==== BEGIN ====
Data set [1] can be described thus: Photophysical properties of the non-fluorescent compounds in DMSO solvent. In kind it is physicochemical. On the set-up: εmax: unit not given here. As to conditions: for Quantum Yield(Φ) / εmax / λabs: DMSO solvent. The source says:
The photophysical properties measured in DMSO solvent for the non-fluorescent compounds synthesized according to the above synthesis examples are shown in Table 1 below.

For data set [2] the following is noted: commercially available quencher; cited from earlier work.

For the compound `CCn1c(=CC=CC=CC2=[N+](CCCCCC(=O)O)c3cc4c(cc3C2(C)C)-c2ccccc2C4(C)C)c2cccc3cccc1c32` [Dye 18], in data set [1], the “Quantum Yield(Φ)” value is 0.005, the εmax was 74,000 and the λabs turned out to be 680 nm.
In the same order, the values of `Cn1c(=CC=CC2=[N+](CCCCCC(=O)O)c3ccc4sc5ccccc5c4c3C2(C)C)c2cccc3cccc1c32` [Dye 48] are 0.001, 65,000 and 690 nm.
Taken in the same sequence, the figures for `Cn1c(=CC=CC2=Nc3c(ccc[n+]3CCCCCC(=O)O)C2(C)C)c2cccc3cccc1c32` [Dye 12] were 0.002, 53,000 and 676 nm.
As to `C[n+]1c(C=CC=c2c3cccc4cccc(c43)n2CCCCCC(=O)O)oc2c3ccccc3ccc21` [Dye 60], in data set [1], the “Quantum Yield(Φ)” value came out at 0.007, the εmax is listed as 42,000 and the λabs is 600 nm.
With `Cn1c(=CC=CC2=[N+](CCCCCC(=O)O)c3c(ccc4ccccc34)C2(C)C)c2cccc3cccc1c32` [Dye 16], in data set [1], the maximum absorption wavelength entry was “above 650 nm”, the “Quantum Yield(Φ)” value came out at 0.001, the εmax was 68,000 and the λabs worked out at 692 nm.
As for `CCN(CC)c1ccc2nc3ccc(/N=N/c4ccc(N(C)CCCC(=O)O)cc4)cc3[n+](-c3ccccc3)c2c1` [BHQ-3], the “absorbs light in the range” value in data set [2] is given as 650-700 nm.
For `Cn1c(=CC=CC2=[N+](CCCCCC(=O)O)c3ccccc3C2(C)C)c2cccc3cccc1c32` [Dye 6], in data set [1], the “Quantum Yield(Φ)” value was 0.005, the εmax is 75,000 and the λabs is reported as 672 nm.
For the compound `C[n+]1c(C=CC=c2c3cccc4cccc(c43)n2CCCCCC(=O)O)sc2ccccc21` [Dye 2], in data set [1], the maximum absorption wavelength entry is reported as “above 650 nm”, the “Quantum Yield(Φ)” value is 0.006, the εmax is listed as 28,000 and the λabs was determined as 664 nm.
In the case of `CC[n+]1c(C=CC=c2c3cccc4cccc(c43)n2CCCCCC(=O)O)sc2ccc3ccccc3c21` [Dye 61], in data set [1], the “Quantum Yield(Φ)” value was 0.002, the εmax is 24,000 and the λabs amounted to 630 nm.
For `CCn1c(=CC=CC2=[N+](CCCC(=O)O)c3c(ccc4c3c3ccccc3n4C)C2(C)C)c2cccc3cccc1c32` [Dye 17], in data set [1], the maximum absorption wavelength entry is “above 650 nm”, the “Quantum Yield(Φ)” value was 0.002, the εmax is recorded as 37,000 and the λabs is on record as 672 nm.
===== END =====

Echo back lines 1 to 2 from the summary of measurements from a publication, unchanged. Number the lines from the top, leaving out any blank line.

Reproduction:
Data set [1] can be described thus: Photophysical properties of the non-fluorescent compounds in DMSO solvent. In kind it is physicochemical. On the set-up: εmax: unit not given here. As to conditions: for Quantum Yield(Φ) / εmax / λabs: DMSO solvent. The source says:
The photophysical properties measured in DMSO solvent for the non-fluorescent compounds synthesized according to the above synthesis examples are shown in Table 1 below.